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Take but possession of her with a touch.
I dare thee but to breathe upon my love. .

Thu. Sir Valentine, I care not for her, I.
I hold him but a fool, that will endanger
His body for a girl that loves him not:
I claim her not, and therefore she is thine.

Duke. The more degenerate and base art thou,
To make such means for her as thou hast done,
And leave her on such slight conditions.
Now, by the honour of my ancestry,
I do applaud thy spirit, Valentine,
And think thee worthy of an empress' love.
Know then, I here forget all former griefs,
Cancel all grudge, repeal thee home again,
Plead a new state in thy unrivalld merit,
To which I thus subscribe.—Sir Valentine,
Thou art a gentleman, and well deriv’d:
Take thou thy Silvia, for thou hast deserv'd her.
Val. I thank your grace; the gift hath made me

happy.
I now beseech you, for your daughter's sake,
To grant one boon that I shall ask of you.

Duke. I grant it for thine own, whate'er it be.

Val. These banish'd men, that I have kept withal', Are men endued with worthy qualities : Forgive them what they have committed here, And let them be recall’d from their exile. They are reformed, civil, full of good, And fit for great employment, worthy lord.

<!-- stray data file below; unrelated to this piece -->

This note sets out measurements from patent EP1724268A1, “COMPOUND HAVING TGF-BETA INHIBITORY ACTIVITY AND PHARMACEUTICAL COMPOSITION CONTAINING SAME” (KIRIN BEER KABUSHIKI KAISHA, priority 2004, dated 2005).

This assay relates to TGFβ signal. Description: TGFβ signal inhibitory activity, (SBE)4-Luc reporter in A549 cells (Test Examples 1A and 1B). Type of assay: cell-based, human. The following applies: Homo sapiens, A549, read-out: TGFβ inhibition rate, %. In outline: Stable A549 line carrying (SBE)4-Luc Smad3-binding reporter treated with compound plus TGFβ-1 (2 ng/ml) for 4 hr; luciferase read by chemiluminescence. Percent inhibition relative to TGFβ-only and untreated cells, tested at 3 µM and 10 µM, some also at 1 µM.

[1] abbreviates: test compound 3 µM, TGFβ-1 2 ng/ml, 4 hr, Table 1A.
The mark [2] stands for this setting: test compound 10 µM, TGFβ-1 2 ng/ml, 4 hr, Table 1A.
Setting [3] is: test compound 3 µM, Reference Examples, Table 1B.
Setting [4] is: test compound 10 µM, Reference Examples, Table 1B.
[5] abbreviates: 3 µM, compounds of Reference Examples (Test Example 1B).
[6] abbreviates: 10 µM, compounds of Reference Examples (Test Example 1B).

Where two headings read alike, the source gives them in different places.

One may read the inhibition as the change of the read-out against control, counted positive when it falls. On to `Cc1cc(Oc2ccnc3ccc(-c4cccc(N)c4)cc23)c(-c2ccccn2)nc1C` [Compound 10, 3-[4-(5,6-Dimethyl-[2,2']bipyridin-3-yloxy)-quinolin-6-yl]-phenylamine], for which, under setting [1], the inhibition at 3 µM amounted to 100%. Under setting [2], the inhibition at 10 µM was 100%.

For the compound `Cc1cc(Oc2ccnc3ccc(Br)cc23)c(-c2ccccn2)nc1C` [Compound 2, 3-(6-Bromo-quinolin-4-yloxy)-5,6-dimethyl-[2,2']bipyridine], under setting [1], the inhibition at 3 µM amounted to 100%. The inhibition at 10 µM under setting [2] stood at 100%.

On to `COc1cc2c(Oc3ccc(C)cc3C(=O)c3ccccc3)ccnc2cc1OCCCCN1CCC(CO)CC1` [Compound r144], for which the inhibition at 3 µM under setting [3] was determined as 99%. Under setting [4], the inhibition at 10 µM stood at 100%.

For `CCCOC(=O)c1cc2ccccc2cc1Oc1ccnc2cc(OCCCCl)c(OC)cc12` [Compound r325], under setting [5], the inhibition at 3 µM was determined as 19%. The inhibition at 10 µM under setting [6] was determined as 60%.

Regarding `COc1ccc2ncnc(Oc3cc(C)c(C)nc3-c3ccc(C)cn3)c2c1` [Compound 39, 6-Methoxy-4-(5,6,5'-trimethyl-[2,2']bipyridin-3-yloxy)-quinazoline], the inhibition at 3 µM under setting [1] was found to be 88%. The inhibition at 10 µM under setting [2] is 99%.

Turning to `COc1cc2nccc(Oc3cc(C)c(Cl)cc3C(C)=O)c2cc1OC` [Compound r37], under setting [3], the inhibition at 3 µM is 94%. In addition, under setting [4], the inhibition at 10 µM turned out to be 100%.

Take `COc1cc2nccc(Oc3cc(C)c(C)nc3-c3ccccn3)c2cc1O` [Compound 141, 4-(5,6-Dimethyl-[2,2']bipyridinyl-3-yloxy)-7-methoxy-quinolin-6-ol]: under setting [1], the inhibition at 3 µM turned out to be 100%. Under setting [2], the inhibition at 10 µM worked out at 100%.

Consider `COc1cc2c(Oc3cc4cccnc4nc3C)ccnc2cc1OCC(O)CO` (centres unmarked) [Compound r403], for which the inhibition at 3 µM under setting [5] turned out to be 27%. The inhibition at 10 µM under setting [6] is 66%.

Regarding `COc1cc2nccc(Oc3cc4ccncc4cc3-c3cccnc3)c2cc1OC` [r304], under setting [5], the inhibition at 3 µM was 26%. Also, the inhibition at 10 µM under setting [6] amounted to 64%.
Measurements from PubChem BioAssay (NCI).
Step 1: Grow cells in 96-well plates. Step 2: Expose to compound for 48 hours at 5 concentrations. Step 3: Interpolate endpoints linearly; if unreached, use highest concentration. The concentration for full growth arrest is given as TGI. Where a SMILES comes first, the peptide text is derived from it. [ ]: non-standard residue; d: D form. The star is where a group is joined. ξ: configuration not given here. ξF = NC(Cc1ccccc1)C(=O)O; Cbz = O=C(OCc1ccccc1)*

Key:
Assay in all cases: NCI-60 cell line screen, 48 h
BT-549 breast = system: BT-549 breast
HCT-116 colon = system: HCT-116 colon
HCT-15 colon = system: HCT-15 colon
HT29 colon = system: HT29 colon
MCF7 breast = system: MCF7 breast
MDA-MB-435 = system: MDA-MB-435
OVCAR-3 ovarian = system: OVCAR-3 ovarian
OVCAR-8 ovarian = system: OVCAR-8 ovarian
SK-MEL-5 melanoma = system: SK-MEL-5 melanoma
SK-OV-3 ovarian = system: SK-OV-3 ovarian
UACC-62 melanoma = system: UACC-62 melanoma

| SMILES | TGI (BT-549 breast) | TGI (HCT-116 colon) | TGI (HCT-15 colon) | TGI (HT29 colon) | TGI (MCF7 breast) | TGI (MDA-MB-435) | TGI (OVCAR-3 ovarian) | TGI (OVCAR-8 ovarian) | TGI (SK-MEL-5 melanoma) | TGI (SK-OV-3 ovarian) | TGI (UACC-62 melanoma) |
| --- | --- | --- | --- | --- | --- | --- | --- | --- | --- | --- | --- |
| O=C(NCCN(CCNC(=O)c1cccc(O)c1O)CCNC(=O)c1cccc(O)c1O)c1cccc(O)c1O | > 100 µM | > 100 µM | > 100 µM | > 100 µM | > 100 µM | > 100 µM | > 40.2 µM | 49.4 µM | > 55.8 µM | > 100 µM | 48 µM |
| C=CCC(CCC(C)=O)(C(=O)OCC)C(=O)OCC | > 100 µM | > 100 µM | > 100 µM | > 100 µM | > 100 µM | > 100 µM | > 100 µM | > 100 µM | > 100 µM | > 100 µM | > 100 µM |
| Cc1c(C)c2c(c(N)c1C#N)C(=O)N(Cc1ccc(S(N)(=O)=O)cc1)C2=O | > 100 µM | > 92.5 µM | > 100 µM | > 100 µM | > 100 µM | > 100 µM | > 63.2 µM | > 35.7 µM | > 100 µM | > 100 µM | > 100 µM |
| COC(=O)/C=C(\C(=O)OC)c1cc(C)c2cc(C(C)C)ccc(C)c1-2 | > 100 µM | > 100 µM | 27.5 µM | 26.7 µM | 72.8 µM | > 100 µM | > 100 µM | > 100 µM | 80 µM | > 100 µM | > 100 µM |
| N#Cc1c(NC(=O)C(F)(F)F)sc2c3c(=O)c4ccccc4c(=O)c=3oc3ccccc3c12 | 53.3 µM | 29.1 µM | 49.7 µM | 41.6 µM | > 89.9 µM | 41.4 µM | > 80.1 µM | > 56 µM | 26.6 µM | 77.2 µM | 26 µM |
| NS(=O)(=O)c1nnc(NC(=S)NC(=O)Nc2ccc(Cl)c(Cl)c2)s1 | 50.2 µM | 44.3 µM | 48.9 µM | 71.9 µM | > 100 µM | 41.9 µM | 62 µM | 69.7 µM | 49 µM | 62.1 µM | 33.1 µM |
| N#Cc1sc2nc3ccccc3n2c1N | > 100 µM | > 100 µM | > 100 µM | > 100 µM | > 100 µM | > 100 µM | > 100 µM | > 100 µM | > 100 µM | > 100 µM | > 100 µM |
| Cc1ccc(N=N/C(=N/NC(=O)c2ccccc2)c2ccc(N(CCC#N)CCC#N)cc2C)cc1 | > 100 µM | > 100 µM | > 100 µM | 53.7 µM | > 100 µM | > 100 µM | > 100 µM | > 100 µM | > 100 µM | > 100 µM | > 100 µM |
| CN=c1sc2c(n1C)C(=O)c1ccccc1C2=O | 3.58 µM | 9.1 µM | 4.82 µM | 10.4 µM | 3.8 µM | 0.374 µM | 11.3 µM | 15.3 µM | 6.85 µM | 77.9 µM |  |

Duke. Thou hast prevail’d; I pardon them, and thee: Dispose of them, as thou know'st their deserts.

at all events, it is better to leave “ Verona" as an oversight of the poet (duly pointed out) than to make so violent a change as Theobald adopted when he printed,

Milan shall not behold thee," &e. which quite perverts the meaning of the passage.

+ – that I have kept withal,] i. e. with whom I have been living—that I have remained with.

Come; let us go: we will include all jars
With triumphs, mirth, and rare solemnity.

Val. And as we walk along, I dare be bold
With our discourse to make your grace to smile.
What think you of this page, my lord ?

Duke. I think the boy hath grace in him: he blushes.
Val. I warrant you, my lord, more grace than boy.
Duke. What mean you by that saying?
Val. Please you, I'll tell you as we pass along,

will wonder what hath fortuned.-
Come, Proteus ; ’tis your penance, but to hear
The story of your loves discovered:
That done, our day of marriage shall be yours;
One feast, one house, one mutual happiness. [Exeunt.

That you

5 — we will include all jars] Sir Thomas Hanmer arbitrarily substituted conclude for “ include :" it may have been a misprint, but all the old copies agree in the text, and it is easy to reconcile “ include" to sense.

MERRY WIVES OF WINDSOR.

“A Most pleasaunt and excellent conceited Comedie, of Syr Iohn Falstaffe, and the merrie Wiues of Windsor. Entermixed with sundrie variable and pleasing humors, of Syr Hugh the Welch Knight, Iustice Shallow, and his wise Cousin M. Slender. With the swaggering vaine of Auncient Pistoll, and Corporall Nym. By William Shakespeare. As it hath bene diuers times Acted by the right Honorable my lord Chamberlaines seruants. Both before her Maiestie, and else-where. London Printed by T. C. for Arthur Johnson, and are to be sold at his shop in Powles Church-yard, at the signe of the Flower de Leuse and the Crowne. 1602.” 4to. 27 leaves.